Since humans first built a boat and decided to cross the sea at night they’ve been falling asleep at the oars of their coracles. We’re hardwired to sleep at night, preferably after conjugal delights. Driving boats, aeroplanes, trucks and trains after midnight is just not natural. At 3am every part of your body is telling you that your eyelids should remain closed and the only thing likely to open them is fear of crashing. The soporific throb of a diesel or whine of turbines, instruments which remain static at cruise, a warm temperature and nature insists that the slide into unconsciousness is obligatory.
Daylight sleeping is also inevitable with the technology of modern transport. A late afternoon flight from Melbourne to Bangkok has all the factors for falling asleep. Once at cruising level the only action is monitoring instruments which with boring monotony do nothing to stimulate a flagging consciousness. DC10 pilot seats are sheepskin covered armchairs with electric adjustment for perfect comfort. Flying over the Australian continent is a visual soporific with nothing but red desert for hundreds of miles and at 35,000 ft there’s not even a few fluffy clouds to maintain interest. The westerly sun bores through the thin air at eye level requiring screens to effectively block any forward view and the sun heats the flight deck to the temperature of a hot bath. On this particular flight the only thing keeping us awake was telling funny stories. One of those was of a crew on that route whose giro toppled over Alice Springs. The sun traversed their window three times before they realised they were orbiting. No radar in that part of the world so ATC couldn’t wake them up either.
Our modern society demands that some of us have to perform unnatural acts to provide the goods and services which we all demand, unfortunately the managers of transport companies have little concept of the demands that they make on their operatives. Oh how sorry we should be for the long hours of our day working managers. The stress they feel from working 8 til 5 or should I say 9 til 4 with an hour in the pub at lunch time. Having never been seen at the sharp end of their companies at 3 am, they have yet to discover the superhuman effort required to just remain awake, let alone perform a complex task at the same time. They’ve not seen pilots at 6 am who’ve just flown the Atlantic and landed at Heathrow in most likely adverse weather. They’ve not seen that these guys are so shagged out that they can’t complete a simple piece of paperwork. The Heathrow based crews who drive home after an Atlantic crossing and are too tired to notice red traffic lights. Is there an option for them to sleep in a hotel straight after? There was no such option for London Air Traffic Controllers because the effing bean counters converted sleeping rooms to office space, having never worked a night shift themselves.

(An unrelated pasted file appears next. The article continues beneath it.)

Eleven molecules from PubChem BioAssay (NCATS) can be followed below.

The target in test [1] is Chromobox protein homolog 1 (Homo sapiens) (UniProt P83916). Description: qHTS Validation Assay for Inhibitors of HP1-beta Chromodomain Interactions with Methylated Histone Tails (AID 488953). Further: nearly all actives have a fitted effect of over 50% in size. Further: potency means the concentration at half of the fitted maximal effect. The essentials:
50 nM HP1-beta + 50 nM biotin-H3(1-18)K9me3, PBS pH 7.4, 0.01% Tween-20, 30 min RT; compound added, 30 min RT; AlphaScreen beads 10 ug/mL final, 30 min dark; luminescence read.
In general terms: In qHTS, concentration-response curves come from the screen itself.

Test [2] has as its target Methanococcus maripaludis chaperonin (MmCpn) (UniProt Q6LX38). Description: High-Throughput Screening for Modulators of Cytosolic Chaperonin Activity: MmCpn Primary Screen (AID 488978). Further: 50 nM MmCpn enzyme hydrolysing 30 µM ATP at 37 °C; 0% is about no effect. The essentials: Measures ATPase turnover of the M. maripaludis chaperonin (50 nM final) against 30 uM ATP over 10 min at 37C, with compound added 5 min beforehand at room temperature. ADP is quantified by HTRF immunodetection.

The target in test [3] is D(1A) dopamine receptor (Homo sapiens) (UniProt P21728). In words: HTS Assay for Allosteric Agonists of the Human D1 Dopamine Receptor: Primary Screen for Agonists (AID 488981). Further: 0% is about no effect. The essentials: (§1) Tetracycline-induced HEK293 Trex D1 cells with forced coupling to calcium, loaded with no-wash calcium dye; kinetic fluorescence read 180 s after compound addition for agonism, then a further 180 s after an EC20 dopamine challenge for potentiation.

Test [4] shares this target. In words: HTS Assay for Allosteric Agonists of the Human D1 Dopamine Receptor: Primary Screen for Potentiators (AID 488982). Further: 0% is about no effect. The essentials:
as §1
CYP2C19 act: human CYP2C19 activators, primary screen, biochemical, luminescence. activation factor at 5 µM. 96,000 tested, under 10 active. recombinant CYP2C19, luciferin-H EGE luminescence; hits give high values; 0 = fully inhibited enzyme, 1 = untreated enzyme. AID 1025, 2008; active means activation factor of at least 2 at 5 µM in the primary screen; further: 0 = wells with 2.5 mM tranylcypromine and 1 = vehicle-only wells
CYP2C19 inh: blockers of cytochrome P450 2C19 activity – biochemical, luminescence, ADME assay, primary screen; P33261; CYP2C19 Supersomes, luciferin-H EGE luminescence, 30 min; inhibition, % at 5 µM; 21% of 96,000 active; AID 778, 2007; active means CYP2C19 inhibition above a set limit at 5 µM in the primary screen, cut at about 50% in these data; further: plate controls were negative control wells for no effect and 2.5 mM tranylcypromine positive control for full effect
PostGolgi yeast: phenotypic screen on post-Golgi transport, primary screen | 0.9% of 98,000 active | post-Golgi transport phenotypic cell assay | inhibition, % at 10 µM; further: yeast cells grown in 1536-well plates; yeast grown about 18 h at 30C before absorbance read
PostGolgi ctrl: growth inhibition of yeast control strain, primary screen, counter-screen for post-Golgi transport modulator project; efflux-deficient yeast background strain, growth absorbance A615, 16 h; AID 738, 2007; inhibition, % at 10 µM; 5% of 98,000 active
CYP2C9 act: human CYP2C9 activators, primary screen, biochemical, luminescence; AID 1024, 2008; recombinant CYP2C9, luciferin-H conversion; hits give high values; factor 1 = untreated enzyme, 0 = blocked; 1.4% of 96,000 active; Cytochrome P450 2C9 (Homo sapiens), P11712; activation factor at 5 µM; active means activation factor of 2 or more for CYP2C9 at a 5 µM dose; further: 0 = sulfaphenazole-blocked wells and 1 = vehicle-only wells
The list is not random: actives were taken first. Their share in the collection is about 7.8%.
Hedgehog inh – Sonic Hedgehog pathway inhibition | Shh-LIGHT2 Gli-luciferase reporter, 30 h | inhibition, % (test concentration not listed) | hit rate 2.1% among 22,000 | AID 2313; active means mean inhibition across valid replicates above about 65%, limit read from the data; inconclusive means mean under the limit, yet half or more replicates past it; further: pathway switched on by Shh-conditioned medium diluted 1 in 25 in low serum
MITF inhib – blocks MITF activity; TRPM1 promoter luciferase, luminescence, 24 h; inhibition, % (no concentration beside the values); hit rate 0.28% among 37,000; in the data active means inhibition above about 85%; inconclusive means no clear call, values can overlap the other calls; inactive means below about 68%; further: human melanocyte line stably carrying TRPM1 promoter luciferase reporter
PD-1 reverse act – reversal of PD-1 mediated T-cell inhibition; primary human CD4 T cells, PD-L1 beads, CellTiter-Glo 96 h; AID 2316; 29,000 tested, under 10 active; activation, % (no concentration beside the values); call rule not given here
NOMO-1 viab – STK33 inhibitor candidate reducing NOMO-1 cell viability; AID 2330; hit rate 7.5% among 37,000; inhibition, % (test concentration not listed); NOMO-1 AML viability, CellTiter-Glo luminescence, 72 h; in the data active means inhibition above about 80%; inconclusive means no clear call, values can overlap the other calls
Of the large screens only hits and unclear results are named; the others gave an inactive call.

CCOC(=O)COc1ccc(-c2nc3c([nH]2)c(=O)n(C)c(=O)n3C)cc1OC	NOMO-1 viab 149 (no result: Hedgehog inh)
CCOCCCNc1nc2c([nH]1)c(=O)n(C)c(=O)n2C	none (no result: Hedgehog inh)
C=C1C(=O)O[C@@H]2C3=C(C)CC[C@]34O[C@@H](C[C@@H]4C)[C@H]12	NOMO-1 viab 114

Long haul fatigue is a fact of life, especially at night. The Redeye is a term familiar to passengers who’ve snoozed their way through a flight without realizing that crossing time zones in the stratosphere has the same effect on the crews as it has on them and that only training and discipline have been responsible for their safe arrival. The discipline is derived from the work ethic of the individuals, not from rosters imposed by people who spend their nights fast asleep and expect fresh Alaskan salmon on their breakfast tables.
Sensible rostering and proper rest arrangements are essential for people expected to perform exacting tasks while the rest of us sleep. It’s also important to remember that the hotel door you’ve just slammed while loudly talking to your equally ignorant friends, could have disturbed the rest of the pilot about to fly you to your chosen holiday shithole. Yes night workers actually sleep during the day, there’s a revelation.
Having worked a few nights, I know how impossible it is to sleep beforehand. A long pattern of nights is the only solution. A mixed pattern only makes sleep possible after the first night and that’s not so much sleep but a type of coma.
Society makes impossible demands by expecting that transport operatives stay awake without drugs and imposes heavy penalties on those caught. During WWII, Bomber Command offered “bennies” to aircrew on long missions. If you can’t naturally stay alert when people are trying to shoot your freezing, noisy old bomber, then what chance in a comfy 747 droning along?
I used caffeine and nicotine to keep me stimulated during a long night and after 20 years of night shifts have an unbreakable habit. There is an overwhelming urge to blow smoke in the faces of those who demand I give up but have never known the need to force themselves awake at 3 am.
I recently had the misfortune to listen to a doctor who thought that pilot fatigue was past history and that modern rosters and legislation prevented it. Clearly a complete prat incapable of understanding how his own body works and probably fast asleep while patients were dying in whatever hospital he did minimal time.
Fatigue will always be an issue for as long as humans are awake when they should be sleeping and only that awareness will prevent accidents.